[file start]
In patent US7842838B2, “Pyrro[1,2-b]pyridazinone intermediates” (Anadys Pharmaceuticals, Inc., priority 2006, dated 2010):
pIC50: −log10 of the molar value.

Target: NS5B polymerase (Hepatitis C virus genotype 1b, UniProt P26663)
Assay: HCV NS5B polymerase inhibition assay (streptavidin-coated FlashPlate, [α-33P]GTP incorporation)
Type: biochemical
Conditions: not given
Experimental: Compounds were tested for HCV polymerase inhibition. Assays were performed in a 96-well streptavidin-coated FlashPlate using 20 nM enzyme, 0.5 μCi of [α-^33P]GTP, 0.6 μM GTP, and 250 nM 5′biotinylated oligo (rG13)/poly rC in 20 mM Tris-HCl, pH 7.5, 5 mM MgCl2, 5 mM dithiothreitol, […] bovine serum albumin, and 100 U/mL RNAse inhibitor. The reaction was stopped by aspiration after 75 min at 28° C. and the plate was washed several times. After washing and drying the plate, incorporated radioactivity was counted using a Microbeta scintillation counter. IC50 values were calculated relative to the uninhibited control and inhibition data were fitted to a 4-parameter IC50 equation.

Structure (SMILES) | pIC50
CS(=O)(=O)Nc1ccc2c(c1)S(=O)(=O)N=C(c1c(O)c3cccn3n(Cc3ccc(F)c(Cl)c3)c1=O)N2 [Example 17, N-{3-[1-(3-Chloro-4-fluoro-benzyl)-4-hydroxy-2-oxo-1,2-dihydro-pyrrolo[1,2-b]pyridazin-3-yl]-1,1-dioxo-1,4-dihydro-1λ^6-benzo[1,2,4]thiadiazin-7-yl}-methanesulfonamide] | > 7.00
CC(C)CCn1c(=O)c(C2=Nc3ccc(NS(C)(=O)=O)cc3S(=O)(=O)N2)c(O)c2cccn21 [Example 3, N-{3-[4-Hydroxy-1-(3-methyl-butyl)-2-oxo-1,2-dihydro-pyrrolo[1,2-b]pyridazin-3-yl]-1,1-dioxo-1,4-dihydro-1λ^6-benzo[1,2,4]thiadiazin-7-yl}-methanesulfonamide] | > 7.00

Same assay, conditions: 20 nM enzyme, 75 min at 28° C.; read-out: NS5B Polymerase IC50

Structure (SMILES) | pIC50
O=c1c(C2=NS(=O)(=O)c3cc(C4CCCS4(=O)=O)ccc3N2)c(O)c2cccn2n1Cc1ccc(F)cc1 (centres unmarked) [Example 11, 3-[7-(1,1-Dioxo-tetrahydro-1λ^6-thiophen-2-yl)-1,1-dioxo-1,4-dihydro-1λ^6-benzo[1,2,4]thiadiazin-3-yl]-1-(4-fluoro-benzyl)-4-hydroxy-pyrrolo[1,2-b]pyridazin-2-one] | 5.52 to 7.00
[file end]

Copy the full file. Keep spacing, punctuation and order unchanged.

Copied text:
In patent US7842838B2, “Pyrro[1,2-b]pyridazinone intermediates” (Anadys Pharmaceuticals, Inc., priority 2006, dated 2010):
pIC50: −log10 of the molar value.

Target: NS5B polymerase (Hepatitis C virus genotype 1b, UniProt P26663)
Assay: HCV NS5B polymerase inhibition assay (streptavidin-coated FlashPlate, [α-33P]GTP incorporation)
Type: biochemical
Conditions: not given
Experimental: Compounds were tested for HCV polymerase inhibition. Assays were performed in a 96-well streptavidin-coated FlashPlate using 20 nM enzyme, 0.5 μCi of [α-^33P]GTP, 0.6 μM GTP, and 250 nM 5′biotinylated oligo (rG13)/poly rC in 20 mM Tris-HCl, pH 7.5, 5 mM MgCl2, 5 mM dithiothreitol, […] bovine serum albumin, and 100 U/mL RNAse inhibitor. The reaction was stopped by aspiration after 75 min at 28° C. and the plate was washed several times. After washing and drying the plate, incorporated radioactivity was counted using a Microbeta scintillation counter. IC50 values were calculated relative to the uninhibited control and inhibition data were fitted to a 4-parameter IC50 equation.

Structure (SMILES) | pIC50
CS(=O)(=O)Nc1ccc2c(c1)S(=O)(=O)N=C(c1c(O)c3cccn3n(Cc3ccc(F)c(Cl)c3)c1=O)N2 [Example 17, N-{3-[1-(3-Chloro-4-fluoro-benzyl)-4-hydroxy-2-oxo-1,2-dihydro-pyrrolo[1,2-b]pyridazin-3-yl]-1,1-dioxo-1,4-dihydro-1λ^6-benzo[1,2,4]thiadiazin-7-yl}-methanesulfonamide] | > 7.00
CC(C)CCn1c(=O)c(C2=Nc3ccc(NS(C)(=O)=O)cc3S(=O)(=O)N2)c(O)c2cccn21 [Example 3, N-{3-[4-Hydroxy-1-(3-methyl-butyl)-2-oxo-1,2-dihydro-pyrrolo[1,2-b]pyridazin-3-yl]-1,1-dioxo-1,4-dihydro-1λ^6-benzo[1,2,4]thiadiazin-7-yl}-methanesulfonamide] | > 7.00

Same assay, conditions: 20 nM enzyme, 75 min at 28° C.; read-out: NS5B Polymerase IC50

Structure (SMILES) | pIC50
O=c1c(C2=NS(=O)(=O)c3cc(C4CCCS4(=O)=O)ccc3N2)c(O)c2cccn2n1Cc1ccc(F)cc1 (centres unmarked) [Example 11, 3-[7-(1,1-Dioxo-tetrahydro-1λ^6-thiophen-2-yl)-1,1-dioxo-1,4-dihydro-1λ^6-benzo[1,2,4]thiadiazin-3-yl]-1-(4-fluoro-benzyl)-4-hydroxy-pyrrolo[1,2-b]pyridazin-2-one] | 5.52 to 7.00